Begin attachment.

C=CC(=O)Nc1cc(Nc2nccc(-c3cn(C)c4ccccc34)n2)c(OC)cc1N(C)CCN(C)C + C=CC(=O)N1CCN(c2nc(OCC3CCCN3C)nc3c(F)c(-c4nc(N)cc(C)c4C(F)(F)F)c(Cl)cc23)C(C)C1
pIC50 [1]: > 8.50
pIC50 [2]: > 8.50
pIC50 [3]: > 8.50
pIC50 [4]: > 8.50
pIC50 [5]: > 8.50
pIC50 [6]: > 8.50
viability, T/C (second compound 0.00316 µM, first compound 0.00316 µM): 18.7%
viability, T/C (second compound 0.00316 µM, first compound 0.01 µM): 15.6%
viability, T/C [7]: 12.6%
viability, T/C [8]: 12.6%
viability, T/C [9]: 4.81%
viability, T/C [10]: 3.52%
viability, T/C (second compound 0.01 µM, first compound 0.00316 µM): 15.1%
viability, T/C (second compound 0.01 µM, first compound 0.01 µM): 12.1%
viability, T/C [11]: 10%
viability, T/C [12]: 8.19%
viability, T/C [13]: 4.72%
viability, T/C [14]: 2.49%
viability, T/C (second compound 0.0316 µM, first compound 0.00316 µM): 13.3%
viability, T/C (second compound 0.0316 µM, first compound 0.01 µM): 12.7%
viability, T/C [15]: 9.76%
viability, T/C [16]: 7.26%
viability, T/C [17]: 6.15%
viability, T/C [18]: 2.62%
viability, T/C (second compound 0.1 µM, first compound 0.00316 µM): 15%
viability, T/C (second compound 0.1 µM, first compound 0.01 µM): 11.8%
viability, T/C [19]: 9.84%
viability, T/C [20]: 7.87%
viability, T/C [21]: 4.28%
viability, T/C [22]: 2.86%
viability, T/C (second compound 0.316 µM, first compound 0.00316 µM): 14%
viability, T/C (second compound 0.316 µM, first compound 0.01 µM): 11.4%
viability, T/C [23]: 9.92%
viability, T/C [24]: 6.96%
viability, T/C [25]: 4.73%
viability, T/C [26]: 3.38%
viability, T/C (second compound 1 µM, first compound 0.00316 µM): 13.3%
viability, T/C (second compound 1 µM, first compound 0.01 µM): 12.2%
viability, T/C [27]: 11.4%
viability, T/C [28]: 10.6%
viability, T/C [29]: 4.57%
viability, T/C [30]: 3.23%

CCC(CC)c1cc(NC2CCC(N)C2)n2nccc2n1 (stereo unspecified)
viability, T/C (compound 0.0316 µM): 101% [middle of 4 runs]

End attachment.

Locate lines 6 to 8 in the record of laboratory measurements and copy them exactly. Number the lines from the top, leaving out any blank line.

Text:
pIC50 [5]: > 8.50
pIC50 [6]: > 8.50
viability, T/C (second compound 0.00316 µM, first compound 0.00316 µM): 18.7%